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The Problem, Our Solution


Single-use plastics are choking our oceans. There is already 165 million tons of plastic debris floating around in the oceans, and this is predicted to triple in the next decade. By 2050 there will be more plastic than fish in the sea!
Most plastic does not get recycled:
  • About 300 million tons of plastic is produced globally each year
  • Only about 9% of that is recycled
It takes centuries for plastic to decompose:
  • Plastic bottle = 450 years
  • Straw = 200 years
  • Plastic bag = 500 years
Many coastal countries have no plastic recycling program:
  • Yet they rely on seafood and other ocean resources
  • Tourism is an important industry for them

​We have a two-pronged solution. The first prong is to educate and encourage people to stop using single-use plastic and promote alternatives. We do this by speaking with youth organizations and sharing articles, statistics, and photographs showing the environmental impact of single-use plastic. We also persuade restaurants, hotels, and other industries that rely on tourism to reduce their use of plastics. And lastly, we encourage consumers to “use their wallet” to pressure companies to switch to biodegradable products and packaging.​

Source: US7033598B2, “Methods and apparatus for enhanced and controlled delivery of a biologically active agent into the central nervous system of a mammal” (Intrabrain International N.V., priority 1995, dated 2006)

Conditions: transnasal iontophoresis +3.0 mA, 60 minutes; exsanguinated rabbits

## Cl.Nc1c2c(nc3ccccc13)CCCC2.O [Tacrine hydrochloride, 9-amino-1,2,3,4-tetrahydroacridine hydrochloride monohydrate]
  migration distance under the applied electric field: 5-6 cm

​The second prong is to replicate a successful model used in a small coastal town in Guerrero, Mexico where they created their own plastic recycling program called the Azulita Project to save their beaches and rivers.

First the organizers tried to get the adults to pick up the trash, but they had no interest/time. They realized they had to start with the kids. They incentivized them by creating a soccer team because they had none. The kids agreed to pick up plastic in order to participate. As a result, they learned to protect the environment. They sold the plastic to a manufacturing partner and purchased soccer gear and built a soccer field. The program became so popular that it grew to neighboring towns, and there are now ten communities participating in plastic cleanup in the region!
 
We hope to replicate this model in areas of the world with no viable recycling programs, our first site is in South Africa with the Litter 4 Tokens program. 
Their aim is to instill pride in the community by encouraging hard work, and in turn, help feed and clothe the community. Litter 4 Tokens was launched in 2015 by Clare Swithenbank-Bowman at one school in Ballito, South Africa. It has since grown to six schools, and we plan to help Litter 4 Tokens expand to other cities in South Africa.

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